Academic journal article The Conradian : the Journal of the Joseph Conrad Society (U.K.)

The First Conrad Translation: An Outcast of the Islands in Polish

Academic journal article The Conradian : the Journal of the Joseph Conrad Society (U.K.)

The First Conrad Translation: An Outcast of the Islands in Polish

Article excerpt

THE VERY FIRST TRANSLATION of a Conrad novel was Wyr^utek, a Polish rendering of A.n Outcast of the Islands^ which began to appear in Tygodnik Romansow i Pomesci [The Weekly of Romances and Novels] on 2 January 1897, only ten months after its publication in England. Whether Conrad ever knew anything about this translation is not known; it is unmentioned in his extant letters to his Polish correspondents. However, he must have seen some Polish translations of his works, since in an interview with Marian D^browski in 1914 he was extremely critical of them: "To begin with I was never even asked for permission to translate my books and besides, the translations are extremely poor. It is real agony for me to read things that were written in English in my native language ... And the Polish translations are so careless, so unfaithful to the original. ... the Polish [translations] always irritate me" (Dabrowski in Najder, ed., 1983: 200.) As far as the first Polish translation of An Outcast of the Islands, as Wyrzutek, is concerned, Conrad was justified in complaining of inaccuracy.

The bibliographical record of Wyrzutek has been plagued with error. In 1932, Piotr Grzegorczyk identified the anonymous translator as Maria G^siorowska, but placed the translation in the wrong journal, claiming that it was published in the weekly Tygodnik Mod i Powesci [The Weekly of Fashions and Fictions] (Grzegorczyk 5). The bibliography in Ludwik KrzyzanowskTs Centennial Essays (1960) repeated this error, as did Theodore G. Ehrsam (1969), and it is repeated again in the currently most comprehensive and up-to-date Polish bibliography of Conrad by Wanda Perczak.1 This oversight has meant that this work, the first of all Conrad translations, has been difficult to locate. As a result, it has received no close attention.

Both weeklies were published at the same time; they were similar in character; and their titles differed by only a word. The readers of Tygodnik Mod were, however, mostly women, while Tygodnik Romansow i Pomesci, a popular and readily accessible weekly published from 1867 until the end of the century, enjoyed a general readership. Its publisher advertised it as "the most regular [magazine] coming out every Saturday, containing 16 columns of two slips tightly printed in Garamond."2 According to the publishers, "every issue of the magazine includes an original novel by one of the most adequate Polish authors, one or two novels excellent and involving translated from foreign languages, as well as a weekly chronicle of the literary, artistic, political, and scientific events that took place last week, in our country and abroad" [emphasis added].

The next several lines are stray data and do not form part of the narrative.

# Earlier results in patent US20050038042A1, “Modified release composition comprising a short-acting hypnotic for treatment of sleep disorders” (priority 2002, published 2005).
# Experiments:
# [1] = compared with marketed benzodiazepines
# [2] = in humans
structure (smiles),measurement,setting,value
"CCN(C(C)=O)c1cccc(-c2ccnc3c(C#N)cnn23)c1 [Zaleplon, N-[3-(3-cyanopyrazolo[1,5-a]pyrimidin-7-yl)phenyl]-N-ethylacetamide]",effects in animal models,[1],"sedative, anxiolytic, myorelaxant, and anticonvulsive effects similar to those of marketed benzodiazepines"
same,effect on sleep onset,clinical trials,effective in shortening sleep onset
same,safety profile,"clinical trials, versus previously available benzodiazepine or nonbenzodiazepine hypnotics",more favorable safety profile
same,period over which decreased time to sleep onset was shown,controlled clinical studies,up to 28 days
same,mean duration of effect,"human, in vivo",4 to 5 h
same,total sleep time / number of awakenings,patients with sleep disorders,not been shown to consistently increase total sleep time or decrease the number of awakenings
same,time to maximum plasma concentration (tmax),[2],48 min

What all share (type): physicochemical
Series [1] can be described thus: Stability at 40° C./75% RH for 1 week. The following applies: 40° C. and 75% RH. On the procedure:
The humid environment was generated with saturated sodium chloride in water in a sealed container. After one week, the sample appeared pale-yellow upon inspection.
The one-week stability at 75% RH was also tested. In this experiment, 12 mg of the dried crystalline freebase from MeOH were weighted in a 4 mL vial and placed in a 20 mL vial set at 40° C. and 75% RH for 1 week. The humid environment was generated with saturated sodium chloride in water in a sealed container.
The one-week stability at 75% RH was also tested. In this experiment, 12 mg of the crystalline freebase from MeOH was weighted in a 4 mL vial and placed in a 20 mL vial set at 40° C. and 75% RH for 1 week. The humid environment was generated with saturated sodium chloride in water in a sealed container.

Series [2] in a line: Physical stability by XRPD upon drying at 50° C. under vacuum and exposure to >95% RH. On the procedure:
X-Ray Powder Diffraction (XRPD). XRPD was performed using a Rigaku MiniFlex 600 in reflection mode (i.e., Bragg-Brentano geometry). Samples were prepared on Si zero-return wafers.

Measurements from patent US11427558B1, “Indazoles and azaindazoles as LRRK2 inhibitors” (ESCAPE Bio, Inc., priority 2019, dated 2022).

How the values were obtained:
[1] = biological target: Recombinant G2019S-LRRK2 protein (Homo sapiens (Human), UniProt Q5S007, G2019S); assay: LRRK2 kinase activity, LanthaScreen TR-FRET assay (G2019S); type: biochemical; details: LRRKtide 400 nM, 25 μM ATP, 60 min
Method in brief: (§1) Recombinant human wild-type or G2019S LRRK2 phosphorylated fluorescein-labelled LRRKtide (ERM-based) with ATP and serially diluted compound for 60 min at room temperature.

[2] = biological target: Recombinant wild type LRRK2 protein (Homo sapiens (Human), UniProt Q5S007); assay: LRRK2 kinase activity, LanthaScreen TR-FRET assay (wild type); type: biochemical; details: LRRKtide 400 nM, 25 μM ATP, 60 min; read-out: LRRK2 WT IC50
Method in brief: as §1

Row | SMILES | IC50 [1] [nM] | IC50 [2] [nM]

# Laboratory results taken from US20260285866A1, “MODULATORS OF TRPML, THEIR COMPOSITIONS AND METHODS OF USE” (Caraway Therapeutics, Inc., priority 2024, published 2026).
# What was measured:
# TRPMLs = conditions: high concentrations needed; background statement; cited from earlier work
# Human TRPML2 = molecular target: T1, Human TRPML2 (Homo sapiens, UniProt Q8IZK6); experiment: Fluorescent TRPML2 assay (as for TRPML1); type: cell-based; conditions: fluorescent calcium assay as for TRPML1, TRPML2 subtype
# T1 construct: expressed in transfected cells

Most of the authors published in Tygodnik Romansow are now long forgotten. Conrad's first translation could be read in the context of Polish translations of works by Theodor Zobellitz, E. Ekstein, Wilhelm Bergsöe, H. Zschökke, or by Polish writers such as Wiktor Gomulicki and Helena Romowska. Eliza Orzeszkowa, who in 1899 violently denounced Conrad for having "abandoned" his country, had published articles in the weekly thirty years earlier.3 Those few authors still remembered include the French poet François Coppée (1842-1908), the French dramatist and drama critic Jules Lemaître (1853-1914), and the Italian novelist Antonio Fogazzaro (1842-1911).

Many novels were serialized in Tygodnik Romansow before they appeared as books. For example, Fogazzaro's first and highly successful novel, Malombra (1881), was published in book form in Polish in 1901, four years after its serialization. This suggests that the publisher intended to test the reception of works for eventual book publication. This may help to explain how Conrad's novel found its way into the weekly: both to satisfy readers' tastes for exotic adventure and to alert them to new trends in the larger literary world. Subscribers received complimentary copies of the books by Polish writers published in Tygodnik Romansow. The magazine's publisher, Samuel Lewental, was the son-in-law of the famous financier and social activist Matias Berson, himself involved in social and cultural issues. …

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